4 outsourcing myths for CIOs to avoid


In today’s highly competitive business environment, CIOs are constantly under pressure to achieve optimum business efficiency. But, no matter the size of an enterprise, the need to outsource IT services will inevitably surface, whether it be due to a problem that rears its ugly head, technology upgrades mandated by the C-suite, constant innovation in the technology industry, or other mission-critical needs.

When faced with the prospect of IT outsourcing, I’ve found there are several common myths that CIOs may want to reflect upon and possibly avoid. Each one of these myths – if bought into – can have a profound negative impact on the business, both short- and long-term. I speak from first-hand experience as a veteran CIO who at times came dangerously close to mistaking some of these myths as facts.

Myth #1: the safe bet is going with the biggest IT service provider.

While contracting a large IT firm may feel like a low-risk play, the reality is that a lot of these providers have grown so big that they have lost customer-centricity, which can make them prone to losing touch with the actual problem. That’s because the bigger a company gets, the more standardized it becomes by nature, resorting to the same cookie cutter processes and methodologies to every problem.

In today highly complex IT universe, most problems can’t be solved using a standardized toolkit. Forward-thinking CIOs understand that a problem doesn’t go away with cookie-cutter solutions, but demands a more personalized approach with a true IT partner.

Myth #2: outsourcing IT services, development programs, or processes will fix all my problem.

No matter what the challenge, no CIO should assume a problem will disappear just by handing it over to someone else if the problem is truly yours to fix. In my years of experience, this “outsourcing strategy” will fail most of the time or create lots more confusion than you were prepared to handle. Clearly articulating and managing the process of outsourcing is key to successful outcomes. Accountability has to stay with the owner and not be gifted to an external party or service provider. Customers can outsource services, processes, and projects, provided they have done their homework and know how to govern, break down the phases, and be prepared to share the responsibility and the accolades for the success of the outcomes.

At Quinnox we have always tried to encourage a thorough identification and breakdown of the problem by collaborating with all involved parties – CIO, IT team, IT service provider and business leaders. This is followed by assigning roles and responsibilities, breaking down a complex problem into easy-to-manage components, and establishing an appropriate level of governance and measurement.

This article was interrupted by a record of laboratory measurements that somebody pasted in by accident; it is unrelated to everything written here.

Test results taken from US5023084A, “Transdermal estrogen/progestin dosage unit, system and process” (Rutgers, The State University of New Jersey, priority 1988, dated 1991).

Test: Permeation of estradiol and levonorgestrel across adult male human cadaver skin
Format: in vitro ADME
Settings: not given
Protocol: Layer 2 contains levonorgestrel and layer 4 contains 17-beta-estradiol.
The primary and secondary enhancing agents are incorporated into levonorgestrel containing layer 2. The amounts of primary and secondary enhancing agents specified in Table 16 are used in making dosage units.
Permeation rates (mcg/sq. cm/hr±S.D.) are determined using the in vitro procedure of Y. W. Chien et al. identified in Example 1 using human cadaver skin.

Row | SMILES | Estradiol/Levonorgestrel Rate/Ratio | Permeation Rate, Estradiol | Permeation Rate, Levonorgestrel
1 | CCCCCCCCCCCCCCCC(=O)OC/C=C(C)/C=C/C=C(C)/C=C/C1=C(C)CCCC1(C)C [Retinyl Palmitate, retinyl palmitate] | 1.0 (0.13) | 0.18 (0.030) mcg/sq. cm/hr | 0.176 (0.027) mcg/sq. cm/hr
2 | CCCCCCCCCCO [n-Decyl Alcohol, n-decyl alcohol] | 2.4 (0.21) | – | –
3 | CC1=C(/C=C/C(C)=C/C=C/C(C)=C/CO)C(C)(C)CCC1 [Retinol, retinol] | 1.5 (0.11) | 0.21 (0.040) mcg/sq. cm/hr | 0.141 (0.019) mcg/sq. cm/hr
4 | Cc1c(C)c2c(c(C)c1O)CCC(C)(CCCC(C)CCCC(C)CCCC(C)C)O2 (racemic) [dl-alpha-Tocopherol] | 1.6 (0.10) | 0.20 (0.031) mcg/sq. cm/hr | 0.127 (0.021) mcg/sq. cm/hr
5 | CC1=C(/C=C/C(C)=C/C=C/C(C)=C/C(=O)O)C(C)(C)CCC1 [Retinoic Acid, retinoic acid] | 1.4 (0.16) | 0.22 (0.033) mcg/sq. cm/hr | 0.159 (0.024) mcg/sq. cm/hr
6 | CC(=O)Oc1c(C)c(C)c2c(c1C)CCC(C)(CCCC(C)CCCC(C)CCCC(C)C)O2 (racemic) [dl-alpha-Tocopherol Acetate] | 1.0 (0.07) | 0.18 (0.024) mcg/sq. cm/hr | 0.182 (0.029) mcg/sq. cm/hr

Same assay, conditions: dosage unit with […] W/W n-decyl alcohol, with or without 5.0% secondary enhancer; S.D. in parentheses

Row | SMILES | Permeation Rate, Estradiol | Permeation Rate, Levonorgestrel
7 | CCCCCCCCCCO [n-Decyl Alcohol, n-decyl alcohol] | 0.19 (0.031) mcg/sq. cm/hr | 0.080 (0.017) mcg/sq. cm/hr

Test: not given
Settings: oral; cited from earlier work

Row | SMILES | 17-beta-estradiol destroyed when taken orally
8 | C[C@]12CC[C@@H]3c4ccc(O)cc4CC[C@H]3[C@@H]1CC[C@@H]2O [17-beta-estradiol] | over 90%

Myth #3: size doesn’t matter – it’s okay if my IT provider is colossal compared to my company.

When a mid-sized company partners with a large-scale tech services provider, it’s really not an equal partnership, but a match of “unequal” and the bigger guy usually wins. In this case, it is the mostly the IT services provider, and not the client. In my view, if the client is a lot smaller than the service provider chosen, chances are the client is going to get what the provider wants to give, not the other way around. It’s a one-sided deal, and the loser is usually the client – the street is littered with many such examples.

So, it’s critically important for CIOs at mid-sized companies to partner with a right-sized tech services provider. It’s like picking a friend that shares the same understanding and expectations. In addition, big IT firms are accustomed to working with Blue Chip clients (and billing accordingly), often bringing the same kind of structure and process to smaller engagements. These solutions usually do not fit, or are grossly over-engineered, ending up costing a ton and crippling the smaller-scale organization.

Myth #4: if I engage someone for a fixed price project, there will be no cost overruns or project delays.

Nothing could be further from the truth. Completely relying on a legal document that fixes the project costs to ‘X and assures delivery of the end result in ‘Y’ timeline is ill-advised. To reiterate, unless there is a clear understanding of what has to be done and how no fixed or time-and-material contract can stop the bleeding on both costs and timeline fronts. We have seen many companies going into ‘fixed price’ engagements without fully developing or fixing the scope of change. This results in massive cost and time overruns, putting the focus on legal and administrative issues rather than on the project itself.

Do any of these myths sound familiar? In my more than 30 year career, I’ve personally witnessed IT professionals at every level thinking they’ve found a golden unicorn or won the jackpot, buying into one or more of these myths and paying huge consequences that weaken the organization. Being a CIO in today’s high-stakes corporate world is a tremendously challenging job. That’s why it is very important to be aware of these myths and embrace an enlightened approach to outsourcing – a realistic, methodical, and collaborative partnership of equals.

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